3.2 Enhanced SMT sorption kinetics

As shown in Fig. 1a, the sorption rate of SMT was initially fast, reflecting a large number of vacant sites available for sorption (Guo et al. 2013). followed by a slower sorption process until approaching a plateau gradually. The time taken to reach equilibrium was less for steam activated BCs (∼4 h) than non-activated BCs (>24 h). The enhanced sorption kinetics of steam activated biochars could be attributed to the enlargement of pore sizes indicated by the increase in pore diameters as shown in Table 1 (from 1.756 to 1.998 nm in tea waste biochars and from 6.780 to 8.393 nm in burcucumber biochars, respectively). Steam activation was found to be effective for creating new porosities and enlarging diameters of smaller pores (Chia et al. 2015; Lima et al. 2010). thereby facilitating the accessibility of internal pores in biochar and accelerating the sorption. This improvement was particularly notable for tea waste biochar (Fig. 1a) which may be due to a majority of its micropores (<2 nm diameter) (Rajapaksha et al. 2014) because water moves much slower in micropores relative to macropores and mesorpores. In contrast, burcucumber biochars contained substantial mesopores (2–50 nm diameters) that allowed faster sorption kinetics and the increment by steam activation was less prominent (Rajapaksha et al. 2015). In addition, there was an apparent distinct increase of SMT sorption onto steam activated biochars, of which the equilibrium solid phase concentration followed the order of TWBC-700S > BBC-700S > BBC-700 > TWBC-700.
Fig. 1

Sulfamethazine (SMT) sorption kinetics on tea waste biochar at 700 °C (TWBC-700), steam activated tea waste biochar at 700 °C (TWBC-700S), burcucumber biochar at 700 °C (BBC-700), steam activated burcucumber biochar at 700 °C (BBC-700S) at pH 5: a sorption data; b pseudo-second order kinetic model fitting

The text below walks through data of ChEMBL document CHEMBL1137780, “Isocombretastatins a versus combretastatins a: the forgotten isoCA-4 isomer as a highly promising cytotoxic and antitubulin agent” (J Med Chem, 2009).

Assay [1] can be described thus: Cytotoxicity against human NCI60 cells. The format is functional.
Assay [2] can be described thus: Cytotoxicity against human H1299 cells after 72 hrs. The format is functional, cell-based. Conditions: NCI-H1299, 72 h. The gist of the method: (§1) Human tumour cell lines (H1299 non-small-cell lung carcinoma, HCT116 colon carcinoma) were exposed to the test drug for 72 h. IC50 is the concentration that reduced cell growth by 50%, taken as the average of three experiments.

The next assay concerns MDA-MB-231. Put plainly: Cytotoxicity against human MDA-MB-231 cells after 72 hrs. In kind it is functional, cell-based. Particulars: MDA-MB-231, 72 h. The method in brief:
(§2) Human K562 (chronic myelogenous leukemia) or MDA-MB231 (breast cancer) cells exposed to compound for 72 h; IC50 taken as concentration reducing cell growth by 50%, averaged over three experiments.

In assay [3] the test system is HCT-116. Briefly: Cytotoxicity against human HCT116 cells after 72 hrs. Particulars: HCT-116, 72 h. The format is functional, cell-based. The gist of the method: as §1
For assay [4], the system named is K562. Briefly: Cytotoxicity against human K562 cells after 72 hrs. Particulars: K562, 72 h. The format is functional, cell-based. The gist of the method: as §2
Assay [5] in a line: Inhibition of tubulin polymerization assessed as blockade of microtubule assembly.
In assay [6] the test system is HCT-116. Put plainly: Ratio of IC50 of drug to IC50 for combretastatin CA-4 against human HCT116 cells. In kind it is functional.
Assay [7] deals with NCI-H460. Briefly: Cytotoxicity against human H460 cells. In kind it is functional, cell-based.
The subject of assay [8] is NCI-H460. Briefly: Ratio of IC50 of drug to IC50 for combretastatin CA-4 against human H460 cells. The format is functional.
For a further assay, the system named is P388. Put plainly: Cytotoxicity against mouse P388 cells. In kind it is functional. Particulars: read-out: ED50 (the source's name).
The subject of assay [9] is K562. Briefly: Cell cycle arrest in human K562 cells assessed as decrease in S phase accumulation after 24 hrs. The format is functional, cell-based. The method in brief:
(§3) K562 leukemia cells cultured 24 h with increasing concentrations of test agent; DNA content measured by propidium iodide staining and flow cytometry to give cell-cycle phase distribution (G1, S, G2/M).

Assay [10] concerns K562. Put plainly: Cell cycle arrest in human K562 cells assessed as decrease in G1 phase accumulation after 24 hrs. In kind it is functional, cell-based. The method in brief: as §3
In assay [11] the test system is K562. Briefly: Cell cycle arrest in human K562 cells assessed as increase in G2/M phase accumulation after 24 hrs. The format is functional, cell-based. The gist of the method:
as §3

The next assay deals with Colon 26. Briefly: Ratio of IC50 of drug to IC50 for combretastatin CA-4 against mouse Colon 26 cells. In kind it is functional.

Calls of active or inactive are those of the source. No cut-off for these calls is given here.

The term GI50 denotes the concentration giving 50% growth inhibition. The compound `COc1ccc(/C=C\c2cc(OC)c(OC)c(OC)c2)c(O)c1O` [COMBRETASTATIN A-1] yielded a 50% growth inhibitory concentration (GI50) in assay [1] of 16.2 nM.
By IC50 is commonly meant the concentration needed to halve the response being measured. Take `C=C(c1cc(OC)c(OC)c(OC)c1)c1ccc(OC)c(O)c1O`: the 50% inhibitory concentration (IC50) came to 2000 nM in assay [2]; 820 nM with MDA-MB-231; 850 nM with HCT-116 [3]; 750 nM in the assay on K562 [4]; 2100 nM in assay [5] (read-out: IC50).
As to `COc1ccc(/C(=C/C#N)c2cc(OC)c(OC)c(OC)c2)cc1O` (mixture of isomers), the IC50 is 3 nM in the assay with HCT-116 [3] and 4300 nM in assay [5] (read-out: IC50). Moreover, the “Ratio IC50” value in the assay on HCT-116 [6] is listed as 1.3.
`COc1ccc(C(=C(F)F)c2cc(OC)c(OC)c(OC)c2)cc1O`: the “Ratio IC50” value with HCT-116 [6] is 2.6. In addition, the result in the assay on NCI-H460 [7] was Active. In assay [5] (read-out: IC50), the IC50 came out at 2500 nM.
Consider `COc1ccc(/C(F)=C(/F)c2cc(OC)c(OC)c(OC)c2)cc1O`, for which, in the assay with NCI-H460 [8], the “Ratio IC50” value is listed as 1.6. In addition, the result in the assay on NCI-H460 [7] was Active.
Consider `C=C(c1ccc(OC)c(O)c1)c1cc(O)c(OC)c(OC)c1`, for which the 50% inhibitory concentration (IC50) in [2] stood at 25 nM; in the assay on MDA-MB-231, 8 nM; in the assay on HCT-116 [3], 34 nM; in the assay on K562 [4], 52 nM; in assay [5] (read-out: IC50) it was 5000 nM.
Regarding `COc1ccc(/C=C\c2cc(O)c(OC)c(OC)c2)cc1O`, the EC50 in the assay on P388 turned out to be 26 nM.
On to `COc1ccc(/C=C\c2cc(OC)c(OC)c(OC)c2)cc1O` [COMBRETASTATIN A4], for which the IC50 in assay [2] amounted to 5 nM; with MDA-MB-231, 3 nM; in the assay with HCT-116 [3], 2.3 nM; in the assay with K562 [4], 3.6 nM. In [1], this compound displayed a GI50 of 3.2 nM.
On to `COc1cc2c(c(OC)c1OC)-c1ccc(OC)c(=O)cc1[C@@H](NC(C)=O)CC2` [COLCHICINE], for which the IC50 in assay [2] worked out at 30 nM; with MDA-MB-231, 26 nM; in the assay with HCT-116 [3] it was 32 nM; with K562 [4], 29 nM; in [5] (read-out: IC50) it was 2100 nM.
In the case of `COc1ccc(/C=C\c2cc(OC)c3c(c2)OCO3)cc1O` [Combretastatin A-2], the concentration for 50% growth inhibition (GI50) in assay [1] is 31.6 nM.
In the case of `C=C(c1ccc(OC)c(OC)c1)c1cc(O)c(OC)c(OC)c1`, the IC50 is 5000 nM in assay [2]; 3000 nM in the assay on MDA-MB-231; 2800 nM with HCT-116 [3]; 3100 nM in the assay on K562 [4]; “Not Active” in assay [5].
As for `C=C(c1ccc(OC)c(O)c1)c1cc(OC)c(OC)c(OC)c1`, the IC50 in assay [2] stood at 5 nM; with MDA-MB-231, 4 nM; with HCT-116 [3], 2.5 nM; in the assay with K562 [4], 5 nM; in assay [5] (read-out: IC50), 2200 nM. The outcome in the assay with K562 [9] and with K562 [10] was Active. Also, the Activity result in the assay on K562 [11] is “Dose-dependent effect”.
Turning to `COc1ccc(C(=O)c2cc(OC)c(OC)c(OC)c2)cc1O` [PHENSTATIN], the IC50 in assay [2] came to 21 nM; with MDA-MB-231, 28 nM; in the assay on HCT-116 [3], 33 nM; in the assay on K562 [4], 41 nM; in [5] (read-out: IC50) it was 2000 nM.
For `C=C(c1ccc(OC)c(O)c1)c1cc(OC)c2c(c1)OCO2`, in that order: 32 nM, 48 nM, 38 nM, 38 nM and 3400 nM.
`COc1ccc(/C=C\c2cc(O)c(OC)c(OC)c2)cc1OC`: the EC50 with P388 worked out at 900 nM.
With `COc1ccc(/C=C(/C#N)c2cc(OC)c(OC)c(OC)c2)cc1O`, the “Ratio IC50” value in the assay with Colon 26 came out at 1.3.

The best fit kinetic model was selected by considering the calculated correlation coefficient (R2) and chi-squares (χ2) values. The estimated kinetic parameters of SMT sorption at pH 5 for all biochars are listed in Table 2. The kinetic data were best described by the pseudo-second order model (Fig. 1b). Besides, the calculated equilibrium sorption (qcal) by pseudo-second order model were comparable to experimentally measured equilibrium sorption (qexp), corroborating that it was the best model to describe the SMT sorption kinetics (Table 2). A good fitting of pseudo-second-order kinetic model suggested that there were abundant sorption sites available on the surface and that the initial concentration of SMT was low compared to the sorption capacity of the biochars (Azizian 2004; Ho 2006; Zhang et al. 2015; Zhu et al. 2015). The pseudo-second order constant of SMT sorption (k2) derived from the pseudo-second order model showed an increase from 0.04 mg g−1 min−1 in TWBC-700 to 1.57 mg g−1 min−1 in TWBC-700S, and from 0.11 mg g−1 min−1 in BBC-700 to 1.11 mg g−1 min−1 in BBC-700S, respectively. This suggests that SMT sorption by steam activated biochars was 1 to 2 orders of magnitude faster than non-activated biochars. The initial sorption rate at pH 5 was in the order of TWBC-700S > BBC-700S > BBC-700 > TWBC-700. This illustrated the effectiveness of steam activation for enhancing SMT sorption kinetics.
Table 2

Fitted parameter values of sorption kinetic models at pH 5

Pseudo-first order model

 

qexp (mg g−1)

qcal (mg g−1)

k1 (min−1)

R2

χ2

BBC-700

9.16

3.00

0.02

0.974

120.9

TWBC-700

5.50

2.32

0.03

0.755

67.7

BBC-700S

9.67

1.53

0.35

0.846

149.9

TWBC-700S